• Didn't have a BSOD for such a long time... don't really remember when was the last one, but it seems that was just before I started using Linux.
  • Having used W10 since its release on multiple computers, I've never seen a BSOD. I've had the odd freeze requiring a 5-second power button reset but not a single BSOD. I thought MS had done away with them.

    • A BSOD means the OS faced an error so critical, there can be no recovery. To keep data corruption from happening, the system must immediately halt. So what it does is dumps what information it can to the screen, and if possible a dump file, and then halts.

      You generally see them with hardware errors (not all hardware errors manifest as BSODs but some do) but also with serious driver errors and some other things. They are rare, but they happen, and the codes they give can help you figure out what went wrong.

      • Perhaps I should have been clearer: I have never seen a BSOD on Windows 10. As an IT manager in the 1990s I saw more BSODs than I care to remember. Iomega drives were a particularly rich source of blue screens as I recall. But I've never seen one on Windows 10 and I don't think ever saw one on Windows 8 either.

        • by NotAPK ( 4529127 )

          Microsoft effectively disabled the BSOD starting with Win 7 by causing the PC to reboot. This single change was a marketing strategy, and it worked, by ensuring that people would only see the BSOD if they were standing in front of the computer as it happened.

          How to disable automatic restart. []

          This may well have contributed to why you do not "see" them any more. Doesn't mean they do not happen!

    • Yes, they still exist. I was having hardware problems last year on a Win10 PC and got to see plenty of BSODs.

      The problem turned out to a wonky PSU, meaning it didn't always manifest in the same way and it took a long time and a lot of dump-trawling (via a third-party tool) to diagnose. But the BSODs and their dump-files were genuinely useful in tracing the problem.

    • Having used W10 since its release on multiple computers, I've never seen a BSOD.

      BSODs haven't been a reflection of windows coding for the past 15 years. They exist but it takes real effort to see one, such as failing hardware, or a really incompetent driver.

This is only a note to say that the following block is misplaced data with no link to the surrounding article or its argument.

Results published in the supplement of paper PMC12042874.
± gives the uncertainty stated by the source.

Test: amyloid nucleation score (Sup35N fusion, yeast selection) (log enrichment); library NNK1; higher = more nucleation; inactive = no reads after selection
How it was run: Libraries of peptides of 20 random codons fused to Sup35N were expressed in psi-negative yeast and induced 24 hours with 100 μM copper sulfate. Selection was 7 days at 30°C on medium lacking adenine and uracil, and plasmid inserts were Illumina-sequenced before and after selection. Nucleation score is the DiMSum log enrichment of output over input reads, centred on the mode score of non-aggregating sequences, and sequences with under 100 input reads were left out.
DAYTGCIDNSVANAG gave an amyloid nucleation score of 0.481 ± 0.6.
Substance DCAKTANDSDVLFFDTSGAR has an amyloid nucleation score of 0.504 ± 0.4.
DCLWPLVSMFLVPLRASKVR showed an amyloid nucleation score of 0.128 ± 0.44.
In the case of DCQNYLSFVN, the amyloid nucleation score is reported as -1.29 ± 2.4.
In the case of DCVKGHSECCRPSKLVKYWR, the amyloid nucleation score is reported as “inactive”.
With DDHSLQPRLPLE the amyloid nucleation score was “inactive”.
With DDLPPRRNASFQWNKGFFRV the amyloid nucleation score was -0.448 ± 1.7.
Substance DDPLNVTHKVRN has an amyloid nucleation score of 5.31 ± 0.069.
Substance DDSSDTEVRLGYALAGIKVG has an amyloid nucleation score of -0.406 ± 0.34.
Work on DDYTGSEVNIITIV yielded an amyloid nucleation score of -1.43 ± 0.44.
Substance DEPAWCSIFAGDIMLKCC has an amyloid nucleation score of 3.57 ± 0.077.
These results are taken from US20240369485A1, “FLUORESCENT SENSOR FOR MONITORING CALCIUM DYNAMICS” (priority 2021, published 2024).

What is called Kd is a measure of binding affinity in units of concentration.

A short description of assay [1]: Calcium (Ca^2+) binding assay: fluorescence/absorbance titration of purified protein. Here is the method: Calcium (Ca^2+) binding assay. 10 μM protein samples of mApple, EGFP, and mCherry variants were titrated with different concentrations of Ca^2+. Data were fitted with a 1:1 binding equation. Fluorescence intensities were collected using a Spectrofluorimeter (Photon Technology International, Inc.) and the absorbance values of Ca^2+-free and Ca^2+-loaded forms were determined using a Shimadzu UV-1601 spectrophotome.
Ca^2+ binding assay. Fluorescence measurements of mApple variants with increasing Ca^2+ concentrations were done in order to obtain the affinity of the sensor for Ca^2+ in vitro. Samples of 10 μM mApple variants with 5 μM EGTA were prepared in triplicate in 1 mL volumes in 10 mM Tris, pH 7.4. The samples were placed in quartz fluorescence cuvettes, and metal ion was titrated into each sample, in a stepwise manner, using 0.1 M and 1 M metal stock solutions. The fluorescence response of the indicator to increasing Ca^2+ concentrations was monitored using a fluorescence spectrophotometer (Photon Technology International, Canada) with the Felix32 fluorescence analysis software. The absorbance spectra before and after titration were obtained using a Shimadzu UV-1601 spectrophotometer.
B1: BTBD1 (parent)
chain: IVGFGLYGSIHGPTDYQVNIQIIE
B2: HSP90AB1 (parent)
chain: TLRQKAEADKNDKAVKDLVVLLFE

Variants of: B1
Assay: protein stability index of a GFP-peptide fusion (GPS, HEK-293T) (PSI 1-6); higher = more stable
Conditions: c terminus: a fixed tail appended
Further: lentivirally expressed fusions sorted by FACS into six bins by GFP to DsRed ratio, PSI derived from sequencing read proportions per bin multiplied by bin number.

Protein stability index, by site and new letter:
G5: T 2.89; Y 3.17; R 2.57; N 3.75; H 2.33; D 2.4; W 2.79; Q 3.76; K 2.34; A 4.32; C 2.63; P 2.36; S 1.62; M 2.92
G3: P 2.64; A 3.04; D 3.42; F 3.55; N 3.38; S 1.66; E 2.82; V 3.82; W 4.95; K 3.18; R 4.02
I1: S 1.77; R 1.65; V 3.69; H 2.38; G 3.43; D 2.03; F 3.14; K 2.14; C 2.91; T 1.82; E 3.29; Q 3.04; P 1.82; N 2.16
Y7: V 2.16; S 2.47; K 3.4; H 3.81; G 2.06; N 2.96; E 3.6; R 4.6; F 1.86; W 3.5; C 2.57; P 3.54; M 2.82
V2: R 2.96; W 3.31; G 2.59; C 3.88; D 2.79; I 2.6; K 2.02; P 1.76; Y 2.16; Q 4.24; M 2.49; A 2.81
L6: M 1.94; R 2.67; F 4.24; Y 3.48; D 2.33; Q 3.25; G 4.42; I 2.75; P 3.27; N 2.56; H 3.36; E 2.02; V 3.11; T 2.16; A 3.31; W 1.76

I have seen one on W10. But then I also had to file a warranty claim on my Surface the day after.

  • This will probably make me sound like a dick, but are you effing kidding me? After all these years Windows still crashes? How often does this happen? Does it happen less than it used to? Is this behavior so baked in to the OS that it can't be fixed? How much of NT is in Windows 10? Pre-NT?

    • Not a dick, just generally not very computer literate. OS's blue screen, kernel panic etc to protect the system from bad hardware, bad drivers etc. A system that didn't have such a mechanism is an OS to avoid. General consumer hardware is often at best average quality manufactured for price rather than quality. The most common failures are things like dodgy memory or the most common one of SHIT graphics drivers from NVidia or AMD.
    • Linux still causes kernel panics. It's a GOOD thing that your OS stops running when the kernel becomes unstable.
  • by Laxator2 ( 973549 ) on Tuesday April 12, 2016 @05:10AM (#51890031)

    I think they should also patent the idea.

    • So, what you're saying is...
      1. Make OS
      2. Sell copies of OS
      3. Profit
      4. Crash copies of OS
      5. Profit

      You're supposed to leave the "???" in there and only use "Profit" once. It gets a little too scary/real when you actually start inserting Profit everywhere it's really occurring while also filling in the ???.

  • I run the BSOD screen saver on Linux boxes, particularly at work, where any of the MS ones provoke "interest". I'm hoping that there will be an update soon, to add one that has these QR codes. The QR code should point to the OpenBSD home page, I think, since that's what the home computers mostly run.

  • by gweihir ( 88907 ) on Tuesday April 12, 2016 @05:43AM (#51890115)

    I foresee malware that fakes a BSOD in order to send your phone via QR-code to a website that then hacks the phone. Genius!

    It seems MS is losing what little expertise it had in the security-space fast. This demented idea is a good example.

    • by KGIII ( 973947 )

      Press Caps Lock key. If the light comes on, it's not frozen. If the light doesn't come on, it's frozen. Universal with all OSes that are oriented for keyboard use, as far as I know. It has been like this since at least the 1980s. Those lights on the keyboard, they actually tell you stuff - if you know to look. They also have conveyed other information in the past but not so much any more. I think 5 blinks was a boot disk error on an Amiga? I dunno, it has been a while - obviously.

      But yeah, press the Caps Lo

      • by gweihir ( 88907 )

        I know that. The average user does not. People with a clue will rarely get caught by this. Most lack that clue and that is what the design of a "average user" OS like Windows must expect.

  • They're saying that to interpret a BSOD, I "MUST" point a smart phone at the screen... scan the QR code... and then MS will tell me what the fuck is going on?

    Look, I have no problem with there being a QR code on the screen. Whatever. But why isn't there an error code? I'm not asking for much here.